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Ike's super armor from his Aether move. Notice how Ike didn't take any knockback from Marth's Critical Hit, which is an invariable OHKO under standard circumstances.

Armor (spelled armour in the PAL version of Smash Smash Bros. 4), also called flinch resistance or knockback resistance, is an effect of certain moves or actions in all Super Smash Bros. games. It was first introduced through Kirby's Stone move.

Armor is the concept of sustaining hitlag and damage, but not sustaining any knockback or sustaining reduced knockback. Most instances of armor have full damage taken; however there are exceptions. Some instances of armor, such as Piranha Plant's Long-Stem Strike or Mega Charizard X, can reduce what is taken during knockback calculation. Grab hitboxes ignore all variations of armor. This is not to be confused with invincibility or intangibility, mechanics where characters are hit, but sustain no damage or knockback at all; in the case of invincibility, the hitbox connects and thus hitlag is sustained, while in the case of intangibility the hitbox does nothing.

Types of armor[edit]

Super armor[edit]

Donkey Kong using Giant Punch's armor to beat a fully charged Super Scope.

When a character has super armor, or infinite knockback resistance, they will not flinch nor take any knockback when attacked by a harmful hitbox, but flinchless hitboxes (like "windboxes") will still move the character. All bosses except Giga Bowser in Super Smash Bros. Melee and Master Core's doppelganger form in Smash 4 use this trait or an equivalent. However, they also cannot be grabbed, removing the main form of counterplay to armor itself.

Super armor has been given to a variety of moves, with no true definition in terms of consistency. It has been given to some fast attacks and even grabs, such as Charizard's Fly and Little Mac's KO Uppercut, respectively. Many Final Smash transformations, such as Mega Lucario or Giga Bowser, also grant passive super armor. Some attacks may also give an opponent super armor to prevent animations from being interrupted, like Mario's Cape in Melee, Super Smash Bros. Brawl and Smash 4, and Ganondorf's Flame Choke in Brawl.

Most moves that use super armor are slow to offset the power of the mechanic, making them easily avoided. However, it isn't uncommon for them to deal significant shield damage as well, such as Little Mac's low angled forward smash. Some can also outright break shields, such as Warlock Punch when reversed. However, most moves with super armor are also very unsafe on shield, especially with perfect shields factored in, giving them an inherent form of counterplay. Some moves using super armor also have inherent drawbacks programmed in, such as Kazuya's Rage Drive depleting his Rage mechanic if it misses and only being usable once per stock if it connects.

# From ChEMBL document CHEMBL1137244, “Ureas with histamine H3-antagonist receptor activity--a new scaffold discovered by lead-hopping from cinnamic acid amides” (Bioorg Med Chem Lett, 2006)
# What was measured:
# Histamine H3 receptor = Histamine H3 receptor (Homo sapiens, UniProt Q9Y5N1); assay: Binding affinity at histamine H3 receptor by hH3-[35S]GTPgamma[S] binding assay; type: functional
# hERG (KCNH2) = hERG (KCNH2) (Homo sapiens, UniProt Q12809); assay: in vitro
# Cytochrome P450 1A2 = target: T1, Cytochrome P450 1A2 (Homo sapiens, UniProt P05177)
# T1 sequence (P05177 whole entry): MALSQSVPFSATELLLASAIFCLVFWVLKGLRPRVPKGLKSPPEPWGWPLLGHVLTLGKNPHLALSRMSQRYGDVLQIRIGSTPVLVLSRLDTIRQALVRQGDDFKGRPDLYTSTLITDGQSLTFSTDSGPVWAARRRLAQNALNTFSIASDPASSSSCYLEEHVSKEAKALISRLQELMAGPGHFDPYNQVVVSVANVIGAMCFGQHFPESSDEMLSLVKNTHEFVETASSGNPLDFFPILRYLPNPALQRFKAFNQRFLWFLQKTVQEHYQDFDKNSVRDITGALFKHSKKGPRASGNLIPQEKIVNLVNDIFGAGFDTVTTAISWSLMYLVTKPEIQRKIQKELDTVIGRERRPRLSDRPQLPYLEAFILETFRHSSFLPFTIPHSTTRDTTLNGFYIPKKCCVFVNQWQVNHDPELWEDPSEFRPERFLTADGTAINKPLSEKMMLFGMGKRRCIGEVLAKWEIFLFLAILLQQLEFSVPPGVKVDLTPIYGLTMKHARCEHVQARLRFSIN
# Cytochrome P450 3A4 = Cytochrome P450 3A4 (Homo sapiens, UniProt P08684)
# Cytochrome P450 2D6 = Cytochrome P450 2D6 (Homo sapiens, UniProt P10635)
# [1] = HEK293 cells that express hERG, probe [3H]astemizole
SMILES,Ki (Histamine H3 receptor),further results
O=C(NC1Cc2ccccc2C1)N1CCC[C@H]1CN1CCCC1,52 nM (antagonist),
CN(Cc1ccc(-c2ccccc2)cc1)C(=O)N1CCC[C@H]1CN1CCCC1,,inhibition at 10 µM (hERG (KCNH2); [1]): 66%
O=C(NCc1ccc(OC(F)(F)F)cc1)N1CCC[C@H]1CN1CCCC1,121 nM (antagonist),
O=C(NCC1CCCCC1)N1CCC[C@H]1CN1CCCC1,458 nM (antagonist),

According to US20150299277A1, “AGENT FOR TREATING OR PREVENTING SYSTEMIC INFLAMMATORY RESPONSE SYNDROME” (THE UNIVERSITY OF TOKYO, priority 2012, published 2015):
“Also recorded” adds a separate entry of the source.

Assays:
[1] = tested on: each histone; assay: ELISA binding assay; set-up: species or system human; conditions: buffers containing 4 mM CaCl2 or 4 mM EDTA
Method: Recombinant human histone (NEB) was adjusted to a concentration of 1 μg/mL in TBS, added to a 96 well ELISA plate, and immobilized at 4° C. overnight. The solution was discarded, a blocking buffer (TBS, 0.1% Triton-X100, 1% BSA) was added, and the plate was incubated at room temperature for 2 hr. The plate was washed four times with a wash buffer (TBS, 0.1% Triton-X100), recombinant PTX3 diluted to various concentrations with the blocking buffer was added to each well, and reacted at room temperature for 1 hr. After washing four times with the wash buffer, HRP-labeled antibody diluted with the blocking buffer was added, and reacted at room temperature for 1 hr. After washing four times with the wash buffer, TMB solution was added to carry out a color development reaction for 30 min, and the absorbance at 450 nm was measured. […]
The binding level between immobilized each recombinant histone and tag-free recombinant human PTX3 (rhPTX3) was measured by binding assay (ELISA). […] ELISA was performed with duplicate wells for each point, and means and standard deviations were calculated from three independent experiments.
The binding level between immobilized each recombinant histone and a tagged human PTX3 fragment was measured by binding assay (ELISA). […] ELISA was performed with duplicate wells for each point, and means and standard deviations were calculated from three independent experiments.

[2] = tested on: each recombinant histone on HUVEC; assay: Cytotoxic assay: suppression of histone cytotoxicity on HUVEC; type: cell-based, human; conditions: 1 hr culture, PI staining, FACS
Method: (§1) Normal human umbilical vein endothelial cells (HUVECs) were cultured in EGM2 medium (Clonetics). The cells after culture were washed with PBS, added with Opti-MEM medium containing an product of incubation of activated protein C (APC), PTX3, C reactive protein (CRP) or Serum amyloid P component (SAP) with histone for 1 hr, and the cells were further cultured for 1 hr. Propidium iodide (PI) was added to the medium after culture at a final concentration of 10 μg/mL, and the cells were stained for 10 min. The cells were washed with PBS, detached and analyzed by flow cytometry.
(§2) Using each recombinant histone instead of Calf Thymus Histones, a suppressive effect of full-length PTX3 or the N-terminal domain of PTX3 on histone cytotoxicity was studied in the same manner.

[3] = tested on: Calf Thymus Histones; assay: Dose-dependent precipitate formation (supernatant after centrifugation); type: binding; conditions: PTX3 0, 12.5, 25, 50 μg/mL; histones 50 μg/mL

Smash 4 introduced numerous Custom Specials with super armor as alternatives to the default ones. Some of these were extremely quick or lasted long lengths of time, such as Volatile Breathing and Stubborn Headbutt. Custom Specials also allowed characters such as Toon Link to access armor when they otherwise wouldn't, in this case with Flying Spin Attack.

Damage-based armor[edit]

Snake's Cypher being hit by Pichu's neutral aerial, but armoring through thanks to damage-based armor.

Damage-based armor was originally introduced as a HP mechanic for Kirby's Stone, wherein it would sustain damage until it reached below a set value. This has since been dubbed "Cumulative damage-based armor". Non-cumulative damage-based armor was introduced in Brawl, specifically for Snake's Cypher. Under the effect of damage-based armor, characters will suffer hitlag and damage, but not flinch or take knockback unless the attack deals enough percentage to go over a defined threshold. For example, Byleth's Aymr in Super Smash Bros. Ultimate will handle up to 30% from frame 34 onwards before it can be interrupted, but dealing above 30% will interrupt it during its duration. This mechanic isn't to be confused with Belly Super Armor, a similar mechanic where King K. Rool's belly will protect him from attacks.

Damage-based armor is usually applied to attacks used by super-heavyweight characters such as Charizard and Bowser to make up for their slow but powerful attacks. Most of the time, moves with this mechanic have low percentage thresholds for breakage, usually not going above 8%. Naturally, there are exceptions to both of these rules, with characters such as the aforementioned Byleth having the mechanic applied to generally powerful attacks instead, even with high thresholds.